When Should You Break Up With Your Doctor?


Finding a new primary care doctor can be a difficult process. Moving or a change in your insurance plan often dictates making a switch. But even after moving more than 30 miles away, I still drive to my old doctor’s office because we have a great doctor-patient relationship, I trust him, and he’s been treating me for over 16 years. If starting with a new doctor, or finding out yours is not a provider for your health plan, it’s very important that you find a good fit. This is especially critical with older adults as health concerns become more numerous and complex.

One challenging scenario necessitating a change in your primary care doctor is finding you’re no longer receiving the quality of care you need. An article in AARP magazine addresses when it might be time to break up with your doctor. Citing various signs you may need to switch, the article also underscores the shifts in healthcare that may be resulting in inadequacies in your care.

Patients are better informed about health, do their research, and now expect a higher quality of care. At the same time, physicians are tasked with providing quality care, often with less time allotted to each patient and limited resources. But you should never feel your doctor is not tuned into your needs.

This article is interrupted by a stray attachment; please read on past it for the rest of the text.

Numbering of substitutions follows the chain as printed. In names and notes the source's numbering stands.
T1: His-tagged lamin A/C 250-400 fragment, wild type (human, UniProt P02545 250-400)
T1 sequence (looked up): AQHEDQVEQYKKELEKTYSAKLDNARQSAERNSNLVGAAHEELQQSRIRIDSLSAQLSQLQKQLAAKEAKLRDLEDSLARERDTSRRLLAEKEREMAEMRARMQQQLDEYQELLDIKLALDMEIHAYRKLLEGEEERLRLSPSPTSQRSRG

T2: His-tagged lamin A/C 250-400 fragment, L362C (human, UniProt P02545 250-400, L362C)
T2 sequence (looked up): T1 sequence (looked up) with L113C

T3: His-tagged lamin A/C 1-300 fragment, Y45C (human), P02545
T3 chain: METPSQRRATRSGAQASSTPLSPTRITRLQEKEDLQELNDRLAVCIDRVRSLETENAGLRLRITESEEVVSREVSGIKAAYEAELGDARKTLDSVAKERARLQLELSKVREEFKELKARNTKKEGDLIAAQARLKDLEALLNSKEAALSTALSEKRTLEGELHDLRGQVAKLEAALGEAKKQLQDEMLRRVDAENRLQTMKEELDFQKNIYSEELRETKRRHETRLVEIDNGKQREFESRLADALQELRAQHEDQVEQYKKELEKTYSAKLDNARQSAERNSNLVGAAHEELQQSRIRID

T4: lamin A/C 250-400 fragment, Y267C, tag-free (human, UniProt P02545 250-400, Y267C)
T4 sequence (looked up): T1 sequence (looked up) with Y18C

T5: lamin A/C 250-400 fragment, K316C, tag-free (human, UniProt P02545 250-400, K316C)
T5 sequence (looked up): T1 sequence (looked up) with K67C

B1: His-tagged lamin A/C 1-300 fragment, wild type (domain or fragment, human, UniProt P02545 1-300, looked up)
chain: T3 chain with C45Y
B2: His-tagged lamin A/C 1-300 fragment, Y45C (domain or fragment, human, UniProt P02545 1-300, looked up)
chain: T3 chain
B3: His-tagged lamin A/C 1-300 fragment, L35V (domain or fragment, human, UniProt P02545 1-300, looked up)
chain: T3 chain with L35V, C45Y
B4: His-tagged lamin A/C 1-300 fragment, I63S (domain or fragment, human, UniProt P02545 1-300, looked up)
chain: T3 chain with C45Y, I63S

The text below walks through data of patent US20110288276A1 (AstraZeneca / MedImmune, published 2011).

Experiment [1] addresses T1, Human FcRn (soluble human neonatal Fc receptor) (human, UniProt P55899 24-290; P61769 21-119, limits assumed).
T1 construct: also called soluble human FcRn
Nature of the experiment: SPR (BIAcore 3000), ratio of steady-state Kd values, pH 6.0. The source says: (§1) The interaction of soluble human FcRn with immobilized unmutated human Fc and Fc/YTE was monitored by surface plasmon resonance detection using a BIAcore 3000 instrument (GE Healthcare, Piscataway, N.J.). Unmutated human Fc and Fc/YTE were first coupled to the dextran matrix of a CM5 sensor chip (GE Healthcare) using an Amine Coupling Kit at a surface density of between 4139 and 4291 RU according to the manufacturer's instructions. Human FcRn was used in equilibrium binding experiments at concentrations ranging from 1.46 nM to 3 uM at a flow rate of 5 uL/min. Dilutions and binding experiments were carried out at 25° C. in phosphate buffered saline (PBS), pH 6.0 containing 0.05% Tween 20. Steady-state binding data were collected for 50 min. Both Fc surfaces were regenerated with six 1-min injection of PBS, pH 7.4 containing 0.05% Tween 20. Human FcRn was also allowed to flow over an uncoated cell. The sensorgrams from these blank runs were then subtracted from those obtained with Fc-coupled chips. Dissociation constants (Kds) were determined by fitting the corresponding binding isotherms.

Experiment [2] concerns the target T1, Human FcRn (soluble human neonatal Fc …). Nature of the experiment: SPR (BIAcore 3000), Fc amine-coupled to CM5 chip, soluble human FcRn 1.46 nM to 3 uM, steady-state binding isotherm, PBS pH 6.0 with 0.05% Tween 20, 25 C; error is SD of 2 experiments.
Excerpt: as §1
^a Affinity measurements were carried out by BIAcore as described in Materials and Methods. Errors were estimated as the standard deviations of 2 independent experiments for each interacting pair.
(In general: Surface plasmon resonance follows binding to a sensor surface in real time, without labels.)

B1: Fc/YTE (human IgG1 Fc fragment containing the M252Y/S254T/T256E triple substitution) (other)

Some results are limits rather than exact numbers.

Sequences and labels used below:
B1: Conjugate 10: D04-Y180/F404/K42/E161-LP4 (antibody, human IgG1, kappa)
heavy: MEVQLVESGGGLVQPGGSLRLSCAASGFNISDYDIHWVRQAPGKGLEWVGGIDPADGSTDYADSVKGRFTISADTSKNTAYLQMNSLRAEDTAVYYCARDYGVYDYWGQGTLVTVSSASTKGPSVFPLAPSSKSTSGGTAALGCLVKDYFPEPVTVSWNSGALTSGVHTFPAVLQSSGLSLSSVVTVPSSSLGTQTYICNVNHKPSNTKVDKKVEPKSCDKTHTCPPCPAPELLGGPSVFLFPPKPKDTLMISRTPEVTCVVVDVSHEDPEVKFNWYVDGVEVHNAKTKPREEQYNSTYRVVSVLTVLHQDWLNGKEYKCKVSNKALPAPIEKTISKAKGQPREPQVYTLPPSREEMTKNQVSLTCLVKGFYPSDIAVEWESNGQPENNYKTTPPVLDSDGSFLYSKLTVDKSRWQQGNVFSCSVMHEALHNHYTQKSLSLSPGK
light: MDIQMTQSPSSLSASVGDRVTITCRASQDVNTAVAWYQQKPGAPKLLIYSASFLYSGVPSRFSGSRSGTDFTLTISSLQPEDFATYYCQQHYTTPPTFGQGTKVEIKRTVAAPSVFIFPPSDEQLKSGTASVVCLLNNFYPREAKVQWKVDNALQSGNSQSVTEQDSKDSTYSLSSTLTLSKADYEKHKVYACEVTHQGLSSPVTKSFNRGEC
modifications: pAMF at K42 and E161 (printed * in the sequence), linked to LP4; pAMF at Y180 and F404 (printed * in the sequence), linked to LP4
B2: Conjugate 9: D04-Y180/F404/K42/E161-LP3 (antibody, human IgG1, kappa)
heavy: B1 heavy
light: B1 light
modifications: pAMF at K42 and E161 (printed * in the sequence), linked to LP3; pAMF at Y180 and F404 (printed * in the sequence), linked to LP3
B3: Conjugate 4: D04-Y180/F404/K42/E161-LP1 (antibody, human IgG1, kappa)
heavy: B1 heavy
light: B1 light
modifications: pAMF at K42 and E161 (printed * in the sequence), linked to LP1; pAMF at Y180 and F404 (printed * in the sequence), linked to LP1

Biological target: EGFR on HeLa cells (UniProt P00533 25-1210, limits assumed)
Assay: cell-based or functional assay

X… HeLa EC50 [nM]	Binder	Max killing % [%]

What are the signs you mind need to find a new doctor? James Pacala, M.D., a geriatrician at the University of Minnesota lists the red flags.

  1. Your doctor attributes everything to your age – Very real concerns may be dismissed in this case.
  2. There’s nothing that can be done – The doctor should explore alternatives with you.
  3. You don’t have enough time with the doctor – Cutting you off or interrupting if you have more questions.
  4. You’re just handed a prescription – You should receive information about what and why it’s prescribed.
  5. The doctor suggests things that won’t work for you – Your individual situation and lifestyle should be factored in.
  6. Continuing to prescribe many medications or specialist referrals – If you’re not improving, it’s not working.

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